An Introduction to Elaine Shemilt’s practice

Elaine Shemilt is an academic, researcher and artist notable for her collaborative work with scientists and in environmental protection and industrial heritage legacy.

In the early 1970s however, she was a pioneer of early feminist video and multi-media installation work. She exhibited three works in the Video Show at the Serpentine Gallery in 1975. Shemilt’s contribution to this field was recognized and accessioned by two collections, REWIND (UK, 2013) and the Sammlung Verbund Collection, (Austria, 2014). Shemilt was a friend of the contemporary artist Helen Chadwick and she was selected for the Hayward Annual in 1979. Although there is a considerable archive of photographs and prints, of her early video works, only two have survived intact: Elaine Shemilt, Doppelgänger, 1979-81, video, 9′ 12” and Elaine Shemilt, Women Soldiers, 1984, video, 6′. Both were recovered and re-mastered by the REWIND video art project in 2011.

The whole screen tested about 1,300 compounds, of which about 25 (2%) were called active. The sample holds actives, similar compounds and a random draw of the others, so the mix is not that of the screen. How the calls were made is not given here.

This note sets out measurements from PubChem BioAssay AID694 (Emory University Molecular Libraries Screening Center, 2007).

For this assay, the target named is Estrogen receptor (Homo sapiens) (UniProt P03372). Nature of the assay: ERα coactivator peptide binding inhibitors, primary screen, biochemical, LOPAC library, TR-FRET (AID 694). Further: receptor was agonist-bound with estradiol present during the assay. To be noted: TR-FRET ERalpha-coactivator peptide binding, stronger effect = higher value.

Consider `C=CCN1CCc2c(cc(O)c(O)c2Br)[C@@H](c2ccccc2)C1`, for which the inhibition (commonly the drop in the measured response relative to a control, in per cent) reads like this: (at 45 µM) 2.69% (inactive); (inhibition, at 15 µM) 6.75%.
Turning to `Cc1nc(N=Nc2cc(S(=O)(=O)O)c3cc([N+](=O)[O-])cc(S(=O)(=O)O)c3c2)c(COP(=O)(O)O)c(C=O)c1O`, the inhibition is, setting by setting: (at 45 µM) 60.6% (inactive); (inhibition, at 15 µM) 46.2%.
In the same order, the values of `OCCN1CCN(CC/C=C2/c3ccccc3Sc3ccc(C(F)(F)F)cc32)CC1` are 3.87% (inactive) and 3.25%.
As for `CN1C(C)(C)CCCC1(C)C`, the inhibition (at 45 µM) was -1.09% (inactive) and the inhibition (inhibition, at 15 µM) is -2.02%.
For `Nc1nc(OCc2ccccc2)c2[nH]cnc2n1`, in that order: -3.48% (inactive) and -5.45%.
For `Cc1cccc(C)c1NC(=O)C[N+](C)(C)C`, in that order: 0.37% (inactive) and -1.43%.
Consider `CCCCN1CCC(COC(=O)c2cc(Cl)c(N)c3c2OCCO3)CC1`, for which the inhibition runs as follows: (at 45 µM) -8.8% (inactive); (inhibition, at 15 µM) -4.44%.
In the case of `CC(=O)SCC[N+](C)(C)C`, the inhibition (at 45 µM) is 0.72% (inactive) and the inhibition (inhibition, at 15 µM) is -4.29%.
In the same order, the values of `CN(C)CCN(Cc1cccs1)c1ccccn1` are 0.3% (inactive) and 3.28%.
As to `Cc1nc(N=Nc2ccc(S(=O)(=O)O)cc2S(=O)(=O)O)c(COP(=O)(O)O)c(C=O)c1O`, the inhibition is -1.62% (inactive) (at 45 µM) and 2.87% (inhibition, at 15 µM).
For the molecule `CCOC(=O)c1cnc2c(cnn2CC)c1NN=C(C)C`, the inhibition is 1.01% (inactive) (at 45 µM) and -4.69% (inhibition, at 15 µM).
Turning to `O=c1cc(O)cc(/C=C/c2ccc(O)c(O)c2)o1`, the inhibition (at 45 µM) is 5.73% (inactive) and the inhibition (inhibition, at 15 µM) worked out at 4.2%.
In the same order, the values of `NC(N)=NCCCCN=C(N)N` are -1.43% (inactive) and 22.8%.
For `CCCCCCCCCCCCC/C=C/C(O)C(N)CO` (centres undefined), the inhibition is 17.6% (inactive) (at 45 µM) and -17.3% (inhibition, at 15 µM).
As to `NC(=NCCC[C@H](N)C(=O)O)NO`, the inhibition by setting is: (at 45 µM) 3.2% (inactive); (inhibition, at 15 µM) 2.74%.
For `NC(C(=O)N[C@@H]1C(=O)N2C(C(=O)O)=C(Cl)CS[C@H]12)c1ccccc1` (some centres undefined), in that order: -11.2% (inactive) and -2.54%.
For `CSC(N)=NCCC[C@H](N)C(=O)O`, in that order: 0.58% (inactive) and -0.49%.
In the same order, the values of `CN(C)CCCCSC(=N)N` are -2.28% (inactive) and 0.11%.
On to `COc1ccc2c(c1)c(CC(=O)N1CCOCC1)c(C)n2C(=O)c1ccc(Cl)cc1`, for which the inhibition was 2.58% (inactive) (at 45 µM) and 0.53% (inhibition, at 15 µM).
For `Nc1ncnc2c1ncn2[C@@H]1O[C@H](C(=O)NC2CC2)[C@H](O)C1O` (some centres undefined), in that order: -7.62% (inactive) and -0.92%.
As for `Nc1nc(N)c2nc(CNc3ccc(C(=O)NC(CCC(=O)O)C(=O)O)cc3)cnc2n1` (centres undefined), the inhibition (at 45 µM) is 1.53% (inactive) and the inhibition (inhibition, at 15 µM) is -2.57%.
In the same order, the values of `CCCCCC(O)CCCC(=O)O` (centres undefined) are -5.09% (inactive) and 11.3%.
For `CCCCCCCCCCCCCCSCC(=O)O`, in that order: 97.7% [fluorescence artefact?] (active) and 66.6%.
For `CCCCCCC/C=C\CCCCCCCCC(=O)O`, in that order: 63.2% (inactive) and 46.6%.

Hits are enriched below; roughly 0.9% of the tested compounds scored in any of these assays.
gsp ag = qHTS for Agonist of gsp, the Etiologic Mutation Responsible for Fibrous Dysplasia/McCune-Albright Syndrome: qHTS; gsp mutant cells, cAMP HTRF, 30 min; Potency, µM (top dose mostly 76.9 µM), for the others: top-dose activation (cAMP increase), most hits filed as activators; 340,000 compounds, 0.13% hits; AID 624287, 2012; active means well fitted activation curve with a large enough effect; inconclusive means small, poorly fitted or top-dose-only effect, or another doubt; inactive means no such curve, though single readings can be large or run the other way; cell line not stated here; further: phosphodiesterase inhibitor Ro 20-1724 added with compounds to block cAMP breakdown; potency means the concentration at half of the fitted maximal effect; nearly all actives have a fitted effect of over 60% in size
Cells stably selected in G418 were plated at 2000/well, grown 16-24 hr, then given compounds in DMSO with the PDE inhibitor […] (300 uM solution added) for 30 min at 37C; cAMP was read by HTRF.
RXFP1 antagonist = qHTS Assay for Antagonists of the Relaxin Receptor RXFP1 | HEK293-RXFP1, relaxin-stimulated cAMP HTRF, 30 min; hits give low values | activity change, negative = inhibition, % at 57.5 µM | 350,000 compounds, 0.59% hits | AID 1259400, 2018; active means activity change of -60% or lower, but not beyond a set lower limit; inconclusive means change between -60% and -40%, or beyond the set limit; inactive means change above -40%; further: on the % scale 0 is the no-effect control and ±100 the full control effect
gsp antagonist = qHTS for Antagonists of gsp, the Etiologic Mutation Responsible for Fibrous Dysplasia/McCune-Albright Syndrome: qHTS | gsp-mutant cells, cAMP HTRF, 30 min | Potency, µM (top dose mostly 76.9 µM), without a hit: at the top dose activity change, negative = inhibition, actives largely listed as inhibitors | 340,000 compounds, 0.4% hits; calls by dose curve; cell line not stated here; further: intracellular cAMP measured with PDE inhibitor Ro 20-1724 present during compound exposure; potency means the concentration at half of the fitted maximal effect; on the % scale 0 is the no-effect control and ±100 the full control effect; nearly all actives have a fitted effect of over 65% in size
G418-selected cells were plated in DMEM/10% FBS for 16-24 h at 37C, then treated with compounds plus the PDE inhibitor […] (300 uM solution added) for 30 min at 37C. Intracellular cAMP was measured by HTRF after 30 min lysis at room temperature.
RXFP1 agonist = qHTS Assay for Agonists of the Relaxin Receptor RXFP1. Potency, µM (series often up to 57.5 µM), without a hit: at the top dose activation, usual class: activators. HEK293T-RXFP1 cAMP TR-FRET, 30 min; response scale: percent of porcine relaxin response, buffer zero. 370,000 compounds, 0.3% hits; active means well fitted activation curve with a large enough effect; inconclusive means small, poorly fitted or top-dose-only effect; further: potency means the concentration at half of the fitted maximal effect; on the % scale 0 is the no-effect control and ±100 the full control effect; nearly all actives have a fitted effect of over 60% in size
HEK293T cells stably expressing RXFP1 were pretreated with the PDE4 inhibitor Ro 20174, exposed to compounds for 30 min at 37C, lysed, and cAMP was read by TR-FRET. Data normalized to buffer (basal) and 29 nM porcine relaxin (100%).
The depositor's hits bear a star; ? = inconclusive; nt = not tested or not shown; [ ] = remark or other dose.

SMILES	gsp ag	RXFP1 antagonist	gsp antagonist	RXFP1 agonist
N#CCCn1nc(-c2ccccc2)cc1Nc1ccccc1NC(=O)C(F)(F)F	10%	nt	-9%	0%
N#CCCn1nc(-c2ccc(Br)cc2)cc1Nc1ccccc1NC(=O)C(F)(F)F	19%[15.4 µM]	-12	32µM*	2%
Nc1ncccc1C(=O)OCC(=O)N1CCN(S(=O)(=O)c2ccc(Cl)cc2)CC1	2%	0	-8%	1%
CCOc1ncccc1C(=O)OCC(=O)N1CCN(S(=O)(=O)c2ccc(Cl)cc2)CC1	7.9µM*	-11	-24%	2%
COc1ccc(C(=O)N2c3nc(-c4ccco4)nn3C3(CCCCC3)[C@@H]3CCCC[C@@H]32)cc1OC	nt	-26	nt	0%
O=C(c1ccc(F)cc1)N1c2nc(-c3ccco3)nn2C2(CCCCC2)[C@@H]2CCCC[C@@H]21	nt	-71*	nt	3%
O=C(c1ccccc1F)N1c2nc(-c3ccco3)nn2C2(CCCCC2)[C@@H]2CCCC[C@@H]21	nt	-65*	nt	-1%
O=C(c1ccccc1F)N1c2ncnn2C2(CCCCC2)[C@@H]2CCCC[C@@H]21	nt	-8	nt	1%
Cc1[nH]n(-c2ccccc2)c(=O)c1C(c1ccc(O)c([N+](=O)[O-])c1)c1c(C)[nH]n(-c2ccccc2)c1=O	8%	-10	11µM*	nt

Shemilt’s work tends not to present a conventional approach. According to the art historian and theorist Alan Woods: “Her work ranges across a wide variety of media. Initially it focused on installation, the various printmaking media were used in an attempt to continue and develop the installations by other means. If the event is inevitably lost, a new artwork is launched from it, and as themes and subjects occur and re-occur, their re-generation might usefully be imagined as located within an extended family of images.”
Elaine Shemilt is a graduate of Winchester School of Art and the Royal College of Art and has exhibited internationally including Switzerland, Denmark, Holland, Canada, USA, Australia, Italy and Germany including the Hayward and the Institute of Contemporary Art, London and the Edinburgh Festival. As a printmaker of international renown she pioneered safe printing methods and promoted the discipline through her exhibitions and teaching. She established the Printmaking Department of the School of Fine Art, Duncan of Jordanstone College of Art and Design (University of Dundee) in 1988 She is currently Professor of Fine Art Printmaking and a Professional member of Society of Scottish Artists and was its President from March 2007-2010. Elected a Fellow of the Royal Society of Arts in 2000 and of the Royal Geographical Society in 2009.

A Blueprint for Bacterial Life